Impact of MacTel on Vision-Specific QoL
Mean person measures (in logits) at baseline for the overall IVI and three subscale scores are shown in Table 3. The positive scores for the four IVI measures suggest that the MacTel group had little difficulty undertaking the items in the questionnaire. The most difficult items at baseline were item 14, reading ordinary print, and item 8, reading labels or instructions from medicines. The two least difficult items were item 17, spilling or breaking things, and item 16, general safety at home. As anticipated, there were statistically significant differences between the control and MacTel groups at baseline on all four IVI scores (P < 0.001 for all). With high mean positive values ranging between 4.6 and 6.6 logits, the control group had almost twice the level of vision-specific QoL as the MacTel group had. These findings demonstrate that the IVI has substantial discriminative validity. We found a significant relationship between visual acuity and the four IVI scores at baseline (P < 0.05; Spearman correlation; Table 4). The association was marginally stronger in the worse eye than in the better eye. We noted a higher association of visual acuity in both eyes with the reading and accessing information domain than with the other IVI scores. 
Table 3.
 
Person Measures for IVI Overall and Three Subscale Scores for the Control and MacTel groups
Table 3.
 
Person Measures for IVI Overall and Three Subscale Scores for the Control and MacTel groups
Person Measures Control Group Baseline MacTel Group
Baseline 24 Months
Overall score 5.49 ± 1.09 2.22 ± 1.74* 2.09 ± 2.04
Reading and accessing information 4.58 ± 0.98 1.49 ± 1.87* 1.47 ± 2.08
Mobility and independence 5.24 ± 0.43 2.95 ± 1.79* 3.01 ± 2.13
Emotional well-being 6.58 ± 0.88 3.41 ± 2.55* 2.68 ± 2.91
Table 4.
 
Spearman Rank Correlations of Visual Acuity in the Better- and Worse-Seeing Eyes and the IVI Scale for the Overall and Three Subscale Scores
Table 4.
 
Spearman Rank Correlations of Visual Acuity in the Better- and Worse-Seeing Eyes and the IVI Scale for the Overall and Three Subscale Scores
Overall IVI VSQoL Reading and Accessing Information Mobility and Independence Emotional Well-Being
Better eye −0.367* −0.387* −0.282† −0.245†
Worse eye −0.388* −0.410* −0.302† −0.265†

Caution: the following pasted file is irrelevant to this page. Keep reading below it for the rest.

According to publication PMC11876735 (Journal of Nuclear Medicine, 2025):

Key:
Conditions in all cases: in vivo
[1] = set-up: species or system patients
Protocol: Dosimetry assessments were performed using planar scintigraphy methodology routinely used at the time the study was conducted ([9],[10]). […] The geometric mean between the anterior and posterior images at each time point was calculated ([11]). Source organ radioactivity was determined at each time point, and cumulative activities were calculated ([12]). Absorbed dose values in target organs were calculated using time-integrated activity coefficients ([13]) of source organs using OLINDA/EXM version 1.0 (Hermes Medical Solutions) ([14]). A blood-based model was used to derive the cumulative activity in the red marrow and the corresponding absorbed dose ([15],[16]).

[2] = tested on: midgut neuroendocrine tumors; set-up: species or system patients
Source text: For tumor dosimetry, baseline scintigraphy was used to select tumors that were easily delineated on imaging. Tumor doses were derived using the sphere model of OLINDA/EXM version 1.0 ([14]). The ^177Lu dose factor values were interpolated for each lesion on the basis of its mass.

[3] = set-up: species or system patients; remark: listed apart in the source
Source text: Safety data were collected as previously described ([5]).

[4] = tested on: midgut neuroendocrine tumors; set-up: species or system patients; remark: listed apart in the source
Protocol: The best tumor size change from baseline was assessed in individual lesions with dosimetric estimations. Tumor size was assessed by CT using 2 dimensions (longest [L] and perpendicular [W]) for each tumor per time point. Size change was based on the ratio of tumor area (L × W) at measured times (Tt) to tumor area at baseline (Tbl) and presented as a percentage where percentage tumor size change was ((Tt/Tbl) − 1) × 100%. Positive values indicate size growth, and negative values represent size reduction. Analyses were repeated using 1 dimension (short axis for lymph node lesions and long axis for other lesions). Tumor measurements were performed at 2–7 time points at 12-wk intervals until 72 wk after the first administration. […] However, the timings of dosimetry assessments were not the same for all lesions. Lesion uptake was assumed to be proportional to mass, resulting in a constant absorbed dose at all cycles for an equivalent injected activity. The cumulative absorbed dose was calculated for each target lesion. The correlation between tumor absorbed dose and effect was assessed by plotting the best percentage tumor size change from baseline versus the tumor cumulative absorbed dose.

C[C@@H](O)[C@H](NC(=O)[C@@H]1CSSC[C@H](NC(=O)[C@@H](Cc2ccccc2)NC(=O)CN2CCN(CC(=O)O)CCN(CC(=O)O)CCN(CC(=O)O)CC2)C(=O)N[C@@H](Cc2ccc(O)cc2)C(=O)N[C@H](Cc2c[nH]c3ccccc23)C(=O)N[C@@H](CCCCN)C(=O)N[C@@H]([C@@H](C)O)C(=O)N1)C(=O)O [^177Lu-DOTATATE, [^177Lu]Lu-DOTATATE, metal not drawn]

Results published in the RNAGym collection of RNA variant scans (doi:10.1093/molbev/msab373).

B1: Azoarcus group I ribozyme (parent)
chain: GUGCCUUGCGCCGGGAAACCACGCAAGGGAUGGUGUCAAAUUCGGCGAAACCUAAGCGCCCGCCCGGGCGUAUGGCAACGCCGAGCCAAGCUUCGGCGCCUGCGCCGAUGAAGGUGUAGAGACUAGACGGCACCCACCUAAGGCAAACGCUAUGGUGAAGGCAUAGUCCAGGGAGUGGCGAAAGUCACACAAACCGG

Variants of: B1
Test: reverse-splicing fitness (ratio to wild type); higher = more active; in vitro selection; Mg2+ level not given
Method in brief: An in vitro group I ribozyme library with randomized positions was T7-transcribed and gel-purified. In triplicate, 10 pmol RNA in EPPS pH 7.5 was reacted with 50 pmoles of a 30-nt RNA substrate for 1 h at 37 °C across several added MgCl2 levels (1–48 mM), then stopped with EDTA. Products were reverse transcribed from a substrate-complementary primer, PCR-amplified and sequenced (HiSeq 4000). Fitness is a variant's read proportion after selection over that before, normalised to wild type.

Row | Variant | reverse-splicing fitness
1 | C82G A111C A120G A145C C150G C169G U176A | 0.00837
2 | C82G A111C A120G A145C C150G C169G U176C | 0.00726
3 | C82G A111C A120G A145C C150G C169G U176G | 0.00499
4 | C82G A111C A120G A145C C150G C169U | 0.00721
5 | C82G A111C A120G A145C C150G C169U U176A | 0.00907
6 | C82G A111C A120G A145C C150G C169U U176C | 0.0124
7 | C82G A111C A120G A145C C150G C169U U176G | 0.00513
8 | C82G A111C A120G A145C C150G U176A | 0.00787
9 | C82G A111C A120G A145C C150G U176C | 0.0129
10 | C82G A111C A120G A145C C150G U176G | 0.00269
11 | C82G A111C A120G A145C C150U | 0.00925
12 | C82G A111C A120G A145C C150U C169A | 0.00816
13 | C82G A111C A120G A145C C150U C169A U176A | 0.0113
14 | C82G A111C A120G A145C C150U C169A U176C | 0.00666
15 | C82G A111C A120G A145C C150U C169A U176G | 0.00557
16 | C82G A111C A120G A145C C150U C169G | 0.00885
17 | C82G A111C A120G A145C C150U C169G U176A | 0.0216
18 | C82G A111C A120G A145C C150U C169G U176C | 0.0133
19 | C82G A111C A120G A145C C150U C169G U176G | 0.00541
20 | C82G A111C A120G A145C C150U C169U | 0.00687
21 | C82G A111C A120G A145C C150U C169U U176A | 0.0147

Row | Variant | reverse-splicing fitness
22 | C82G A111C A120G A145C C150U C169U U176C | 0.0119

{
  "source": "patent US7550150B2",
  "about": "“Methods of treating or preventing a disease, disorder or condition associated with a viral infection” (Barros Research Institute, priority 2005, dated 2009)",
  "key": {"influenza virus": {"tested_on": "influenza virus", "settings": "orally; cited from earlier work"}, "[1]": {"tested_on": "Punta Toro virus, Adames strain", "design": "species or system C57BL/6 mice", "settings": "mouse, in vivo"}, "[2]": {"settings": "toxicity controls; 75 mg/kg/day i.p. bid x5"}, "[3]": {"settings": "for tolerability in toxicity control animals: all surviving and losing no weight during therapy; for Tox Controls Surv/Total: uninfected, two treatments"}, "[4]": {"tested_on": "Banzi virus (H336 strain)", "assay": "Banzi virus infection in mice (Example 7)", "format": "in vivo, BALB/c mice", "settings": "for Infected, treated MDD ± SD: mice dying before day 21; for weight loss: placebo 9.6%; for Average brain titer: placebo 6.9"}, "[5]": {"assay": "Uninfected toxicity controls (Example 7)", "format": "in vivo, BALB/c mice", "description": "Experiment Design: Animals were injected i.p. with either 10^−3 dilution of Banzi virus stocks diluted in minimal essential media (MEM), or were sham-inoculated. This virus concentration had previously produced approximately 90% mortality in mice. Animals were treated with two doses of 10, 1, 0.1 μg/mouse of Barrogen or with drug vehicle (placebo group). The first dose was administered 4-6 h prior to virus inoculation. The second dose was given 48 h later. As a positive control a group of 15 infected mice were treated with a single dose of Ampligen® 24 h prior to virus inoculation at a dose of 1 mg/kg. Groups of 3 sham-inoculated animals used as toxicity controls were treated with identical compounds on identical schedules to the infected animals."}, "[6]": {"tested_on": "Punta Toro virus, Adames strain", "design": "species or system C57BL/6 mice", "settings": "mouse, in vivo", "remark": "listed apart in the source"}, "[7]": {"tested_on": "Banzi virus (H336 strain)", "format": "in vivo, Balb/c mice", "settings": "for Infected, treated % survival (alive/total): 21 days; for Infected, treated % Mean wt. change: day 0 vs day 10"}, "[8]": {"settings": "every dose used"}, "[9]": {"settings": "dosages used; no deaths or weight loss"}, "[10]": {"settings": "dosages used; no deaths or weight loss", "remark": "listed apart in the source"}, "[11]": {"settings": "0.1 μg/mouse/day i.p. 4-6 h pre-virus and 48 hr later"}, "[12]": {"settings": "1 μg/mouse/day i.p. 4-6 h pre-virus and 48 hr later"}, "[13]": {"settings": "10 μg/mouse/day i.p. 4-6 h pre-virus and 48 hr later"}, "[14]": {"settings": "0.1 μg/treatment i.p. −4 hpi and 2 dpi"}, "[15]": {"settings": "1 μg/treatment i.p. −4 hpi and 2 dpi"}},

The IVI scores in the MacTel group at the 24-month time point are shown in Table 3. We found no statistically significant difference between follow-up person measures and baseline IVI scores (P > 0.05 for all). As vision-specific QoL is strongly associated with visual acuity, we compared baseline and follow-up visual acuity levels in the MacTel group. We found no statistically significant difference between the better eye (20/32 [20/16–20/80) vs. 20/32 [20/13–20/63]; P = 0.23) and the worse eye (20/63 [20/25–20/800] vs. 20/40 [20/20–20/160]; P = 0.09) for the mean (range) values in that group. 
Discussion
This is the first longitudinal study to report the impact of idiopathic MacTel type 2 on vision-specific QoL according to a Rasch-calibrated instrument. At baseline, we found that, compared with healthy control subjects, people living with MacTel have poorer overall vision-related QoL as well as specific aspects of vision-related QoL. After 24 months, we discovered no significant change in the MacTel group with regard to the overall vision-specific QoL score or in the specific aspects of daily living associated with the three life domains: mobility and independence, emotional well-being, and reading and accessing information. In our group of affected individuals, we also did not find any significant longitudinal alteration in distance vision in the better and worse eyes over the 24 months. Notwithstanding our small sample size, our findings indicate that the impact of MacTel on visual acuity did not change significantly over a 2-year period and, as the IVI scores correlated moderately with visual acuity, our finding of no significant longitudinal change in QoL parameters would therefore be expected. 
Although our sample was small and comprised only MacTel patients from Melbourne (Australia), our clinical and sociodemographic data were very similar to those recently reported by Clemons et al. 27 in a large multicenter study involving 310 MacTel type 2 patients. For example, they reported mean visual acuities of approximately 20/32 (Snellen equivalents) and 20/50 for the better and worse eyes, respectively. These values are very similar to our median values of 20/32 and 20/40, respectively. These values suggest that our data should be valid for the larger group of MacTel patients.